Jesus was now near Jerusalem and the people with him thought that God’s reign was about to appear. So as they were listening to him, Jesus went on to tell them a parable. He said, “A man of noble birth went to a distant place to have himself appointed king of his own people, after which he would return. Before he left, he summoned ten of his servants and gave them ten pounds of silver. He said: ‘Put this money to work until I get back.’ But his compatriots who disliked him sent a delegation after him with this message: ‘We do not want this man to be our king.’
He returned, however, appointed as king. At once he sent for the servants to whom he had given the money, to find out what profit each had made. The first came in, and reported, ‘Sir, your pound of silver has earned ten more pounds of silver.’ The master replied, ‘Well done, my good servant! Since you have proved yourself faithful in a small matter, I can trust you to take charge of ten cities.’ The second reported, ‘Sir, your pound of silver earned five more pounds of silver.!’
The master replied, ‘And you, take charge of ﬁ ve cities!’ The third came in and said: ‘Sir, here is your money which I hid for safekeeping. I was afraid of you for you are an exacting person; you take up what you did not lay down and reap what you did not sow.’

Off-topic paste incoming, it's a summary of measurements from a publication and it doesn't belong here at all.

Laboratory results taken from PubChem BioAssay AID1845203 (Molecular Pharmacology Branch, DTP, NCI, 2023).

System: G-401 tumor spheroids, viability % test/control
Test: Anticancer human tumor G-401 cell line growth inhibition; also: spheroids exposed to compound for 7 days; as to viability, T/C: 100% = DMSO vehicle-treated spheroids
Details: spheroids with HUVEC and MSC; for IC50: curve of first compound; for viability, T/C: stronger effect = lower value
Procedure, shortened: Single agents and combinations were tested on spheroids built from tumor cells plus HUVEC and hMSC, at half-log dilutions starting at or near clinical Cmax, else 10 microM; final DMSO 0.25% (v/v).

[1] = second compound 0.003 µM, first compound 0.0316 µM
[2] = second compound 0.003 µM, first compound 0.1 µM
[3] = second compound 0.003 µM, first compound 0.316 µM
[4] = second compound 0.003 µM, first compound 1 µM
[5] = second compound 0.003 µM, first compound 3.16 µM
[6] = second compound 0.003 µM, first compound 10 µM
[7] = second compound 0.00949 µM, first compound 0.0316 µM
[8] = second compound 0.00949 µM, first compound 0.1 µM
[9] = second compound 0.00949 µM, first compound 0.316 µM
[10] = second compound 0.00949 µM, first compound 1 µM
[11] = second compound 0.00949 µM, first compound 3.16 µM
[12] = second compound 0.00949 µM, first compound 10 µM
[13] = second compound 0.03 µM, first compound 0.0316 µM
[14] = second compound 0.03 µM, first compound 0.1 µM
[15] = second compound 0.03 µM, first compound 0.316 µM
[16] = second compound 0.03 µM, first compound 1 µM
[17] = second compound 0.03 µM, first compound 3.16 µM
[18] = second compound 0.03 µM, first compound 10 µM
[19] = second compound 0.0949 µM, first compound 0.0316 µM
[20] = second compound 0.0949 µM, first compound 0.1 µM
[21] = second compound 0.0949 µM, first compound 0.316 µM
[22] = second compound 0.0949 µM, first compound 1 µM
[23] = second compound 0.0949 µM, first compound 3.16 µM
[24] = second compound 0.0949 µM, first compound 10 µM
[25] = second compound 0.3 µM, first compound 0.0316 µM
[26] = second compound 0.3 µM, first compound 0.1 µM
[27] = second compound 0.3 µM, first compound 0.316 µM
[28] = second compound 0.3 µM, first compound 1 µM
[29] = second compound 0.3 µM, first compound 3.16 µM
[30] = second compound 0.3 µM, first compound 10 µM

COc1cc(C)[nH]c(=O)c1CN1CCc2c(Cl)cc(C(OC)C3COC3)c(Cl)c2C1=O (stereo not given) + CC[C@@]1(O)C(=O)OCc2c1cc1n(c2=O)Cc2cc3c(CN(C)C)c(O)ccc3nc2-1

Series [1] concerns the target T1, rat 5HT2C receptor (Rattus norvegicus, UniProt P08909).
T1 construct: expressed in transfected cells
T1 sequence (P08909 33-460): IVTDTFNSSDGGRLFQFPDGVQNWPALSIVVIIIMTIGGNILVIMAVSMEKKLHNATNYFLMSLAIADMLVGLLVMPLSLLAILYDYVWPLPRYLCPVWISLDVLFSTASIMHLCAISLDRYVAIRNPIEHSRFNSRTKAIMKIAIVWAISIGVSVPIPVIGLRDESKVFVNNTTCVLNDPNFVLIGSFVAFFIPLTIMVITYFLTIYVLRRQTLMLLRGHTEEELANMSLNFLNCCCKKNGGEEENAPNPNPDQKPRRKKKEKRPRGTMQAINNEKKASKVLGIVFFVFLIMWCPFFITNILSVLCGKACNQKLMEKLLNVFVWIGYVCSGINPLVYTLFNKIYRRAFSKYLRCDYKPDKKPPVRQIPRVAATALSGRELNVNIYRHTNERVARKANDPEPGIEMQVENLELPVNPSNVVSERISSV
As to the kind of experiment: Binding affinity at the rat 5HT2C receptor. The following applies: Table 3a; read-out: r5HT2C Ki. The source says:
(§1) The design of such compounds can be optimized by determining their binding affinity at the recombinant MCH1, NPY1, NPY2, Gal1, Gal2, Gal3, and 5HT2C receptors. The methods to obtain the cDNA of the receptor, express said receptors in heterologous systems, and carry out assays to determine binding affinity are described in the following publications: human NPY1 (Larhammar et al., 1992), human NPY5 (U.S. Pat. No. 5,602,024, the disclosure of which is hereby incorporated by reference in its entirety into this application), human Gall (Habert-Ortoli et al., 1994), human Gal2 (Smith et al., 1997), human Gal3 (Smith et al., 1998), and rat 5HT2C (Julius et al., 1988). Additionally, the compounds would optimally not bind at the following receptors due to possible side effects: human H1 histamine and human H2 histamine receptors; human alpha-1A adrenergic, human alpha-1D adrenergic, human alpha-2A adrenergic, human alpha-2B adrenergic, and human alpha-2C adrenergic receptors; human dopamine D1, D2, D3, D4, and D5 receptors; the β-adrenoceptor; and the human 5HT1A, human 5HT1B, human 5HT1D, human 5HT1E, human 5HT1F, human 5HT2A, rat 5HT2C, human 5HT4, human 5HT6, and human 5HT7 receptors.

The master replied: ‘You worthless servant, I will judge you by your own words. So you knew I was an exacting person, taking up what I did not lay down and reaping what I did not sow! Why, then, did you not put my money on loan so that when I got back I could have collected it with interest?’
Then the master said to those standing by: ‘Take from him that pound, and give it to the one with ten pounds.’ They objected: ‘But, sir, he already has ten pounds!’
‘I tell you: everyone who has will be given more; but from those who have nothing, even what they have will be taken away. As for my enemies who did not want me to be king, bring them in and execute them right here in my presence.’”
So Jesus spoke, and he went on ahead of them, on his way to Jerusalem.
It is easy to discover two different teachings in the Gospel of today.
First, is the appointed king, his journey and rejection and the punishment of the enemies.
Second are the servants that receive the same quantity of money, but negotiate in a different way.
In the first we find an allusion to the Jewish people and the destruction of Jerusalem on 70, just 40 years after the death of Jesus and his resurrection.
In the second let us remark on some aspects: the trust of the king who gave the same amount to each of his servants; his demand of an accounting of their profits; his congratulations to the first and the second, with an immediate award while he condemned the third servant.
Beware of that third servant who was aware of the severity of the king; he seemed idle and irresponsible.
The final moral is simple. On the one hand let us pray for the conversion of Israel. On the other, let us be careful with the gifts of nature and grace the Lord has allotted us. Now is the time to “negotiate” with confidence and eagerness, to hear at the end: ‘Well done, my good servant, come and join in your Master’s joy’.
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